A: Yes, I can. As a matter of fact, it’s actually a very interesting question. When I first arrived there, I didn’t know better, and our budget was $168 million. The first thing I did was I went to the White House and to the key congressional people, and I asked for an appropriation for Our Town, my new signature program, of another $150 million. By the time they got done laughing and the eyebrows which had been raised went down, we started the conversation that resulted in, ‘OK, if you’re not going to get this money appropriated by Congress, and you feel this is such an important program, how can you get the money?’ And the answer is, there are other federal agencies in the federal government that have connections with the arts, that have big art aspects. If you look at, for instance, Health and Human Services, Kathleen Sebelius’ agency, well, there are natural intersections of the arts and childhood development, early cognitive training, mental health, geriatrics. There are all kinds of points of intersection. HUD, the Department of Transportation, the Department of Education obviously, the Department of Agriculture. All of these agencies have natural intersections with the arts. So it became my job to go to each of these cabinet secretaries and start to commandeer some funds from them. We also started a major initiative in the private sector, which you’ll be hearing more about shortly. That was a perfect example of productive failure. We failed to get the appropriation, but we set about trying to find the money somewhere else.

Q: This question, I think, goes to the supply and demand question. It focuses on the phenomena of the Met’s use of live opera broadcasts. Is this expanding supply, and is its effect to limit demand in the sense of herding regional operas, or is it driving people to regional operas?

A: I think it’s a great program, and it’s expanding both supply and demand. People you know, they beam it in two times squared. They beam it into theatres all across the country. People will see opera who have never encountered opera before, who have never experienced it, and some of them are going to become opera fans, so it’s going to increase demand without a doubt. And as far as decreasing supply, I think it has exactly the opposite effect. As people get excited about opera, it creates more employment opportunities both at the Met and everywhere else, and I just think it’s one of those win/win things that’s a great program all around.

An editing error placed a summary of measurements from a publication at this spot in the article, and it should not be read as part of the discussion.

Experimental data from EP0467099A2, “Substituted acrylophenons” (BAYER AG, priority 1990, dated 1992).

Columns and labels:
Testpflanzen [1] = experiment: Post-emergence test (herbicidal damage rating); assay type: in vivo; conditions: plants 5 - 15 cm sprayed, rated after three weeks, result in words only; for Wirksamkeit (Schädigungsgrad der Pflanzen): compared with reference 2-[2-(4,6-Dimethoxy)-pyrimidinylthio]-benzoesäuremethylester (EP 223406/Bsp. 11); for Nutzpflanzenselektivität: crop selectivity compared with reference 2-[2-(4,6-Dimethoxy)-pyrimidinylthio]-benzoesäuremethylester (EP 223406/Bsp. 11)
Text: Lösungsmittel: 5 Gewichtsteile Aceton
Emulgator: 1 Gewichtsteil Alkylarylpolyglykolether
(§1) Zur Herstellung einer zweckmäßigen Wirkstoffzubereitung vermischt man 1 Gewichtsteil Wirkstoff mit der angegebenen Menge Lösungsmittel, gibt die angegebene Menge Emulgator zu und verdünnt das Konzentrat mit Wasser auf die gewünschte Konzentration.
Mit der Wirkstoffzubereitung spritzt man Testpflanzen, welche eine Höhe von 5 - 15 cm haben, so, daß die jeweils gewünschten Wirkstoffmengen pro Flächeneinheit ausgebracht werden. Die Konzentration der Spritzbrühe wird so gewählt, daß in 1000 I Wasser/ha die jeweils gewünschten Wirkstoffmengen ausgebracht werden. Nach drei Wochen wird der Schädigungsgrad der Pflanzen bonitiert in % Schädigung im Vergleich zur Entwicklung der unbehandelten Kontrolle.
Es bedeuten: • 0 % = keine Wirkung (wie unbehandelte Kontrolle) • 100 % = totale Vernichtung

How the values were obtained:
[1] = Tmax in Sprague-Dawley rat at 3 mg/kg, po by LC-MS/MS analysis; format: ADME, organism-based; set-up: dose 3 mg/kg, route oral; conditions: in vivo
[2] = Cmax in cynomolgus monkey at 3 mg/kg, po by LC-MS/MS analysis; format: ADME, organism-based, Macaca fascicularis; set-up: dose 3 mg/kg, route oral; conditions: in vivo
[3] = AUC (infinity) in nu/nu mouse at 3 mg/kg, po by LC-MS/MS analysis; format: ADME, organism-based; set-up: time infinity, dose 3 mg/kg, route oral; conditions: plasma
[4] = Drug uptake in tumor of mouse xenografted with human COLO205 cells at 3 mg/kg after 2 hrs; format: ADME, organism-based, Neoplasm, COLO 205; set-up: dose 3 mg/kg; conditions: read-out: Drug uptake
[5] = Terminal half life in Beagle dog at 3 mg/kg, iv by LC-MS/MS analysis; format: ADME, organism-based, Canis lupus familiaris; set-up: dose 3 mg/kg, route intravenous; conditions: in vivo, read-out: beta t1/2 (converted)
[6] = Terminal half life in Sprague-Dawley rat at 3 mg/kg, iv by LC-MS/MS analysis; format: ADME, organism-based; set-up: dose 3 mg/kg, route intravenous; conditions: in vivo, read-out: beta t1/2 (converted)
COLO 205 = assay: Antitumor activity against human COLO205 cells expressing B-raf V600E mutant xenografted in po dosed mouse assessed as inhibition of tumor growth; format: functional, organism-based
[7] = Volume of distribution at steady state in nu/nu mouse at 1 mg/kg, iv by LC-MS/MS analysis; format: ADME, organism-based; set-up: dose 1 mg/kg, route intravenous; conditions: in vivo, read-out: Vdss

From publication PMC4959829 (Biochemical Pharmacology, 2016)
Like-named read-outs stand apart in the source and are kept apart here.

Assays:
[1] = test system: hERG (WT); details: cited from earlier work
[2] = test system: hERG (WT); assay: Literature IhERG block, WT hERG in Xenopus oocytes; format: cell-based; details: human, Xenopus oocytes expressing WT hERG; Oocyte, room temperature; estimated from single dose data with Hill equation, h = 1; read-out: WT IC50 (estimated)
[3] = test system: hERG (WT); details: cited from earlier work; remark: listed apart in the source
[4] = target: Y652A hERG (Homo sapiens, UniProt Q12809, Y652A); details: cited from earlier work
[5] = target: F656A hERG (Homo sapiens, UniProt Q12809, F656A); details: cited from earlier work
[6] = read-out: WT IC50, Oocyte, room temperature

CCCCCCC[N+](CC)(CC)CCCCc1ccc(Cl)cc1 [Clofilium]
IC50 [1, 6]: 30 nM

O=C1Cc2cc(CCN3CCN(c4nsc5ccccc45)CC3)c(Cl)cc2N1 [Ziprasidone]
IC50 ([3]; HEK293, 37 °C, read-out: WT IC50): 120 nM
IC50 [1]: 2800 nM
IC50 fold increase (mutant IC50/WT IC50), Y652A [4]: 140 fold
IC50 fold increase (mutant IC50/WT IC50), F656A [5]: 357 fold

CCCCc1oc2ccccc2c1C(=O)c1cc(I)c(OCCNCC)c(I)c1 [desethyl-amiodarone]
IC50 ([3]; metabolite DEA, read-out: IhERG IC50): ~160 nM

Q: Let’s go to pragmatics. If one is working to renovate an old historical building in an economically challenged town to create a farmers market and gathering space for artists and music festivals, dance, how do we apply for grants from NEA?

A: The Our Town program is administered through our design discipline. It’s run by a brilliant guy named Jason Schupbach, and we’re in the process of now soliciting and welcoming applications for the Our Town program, and I would welcome them to be submitted.

Q: I’m trying to speak to the issues of evaluation in the grant process. How do arts organizations accomplish their goals in communities when so much funding relies on a grueling process of grant-writing and reporting with more and more demands of proving successful use of those funds in a constrained period of time?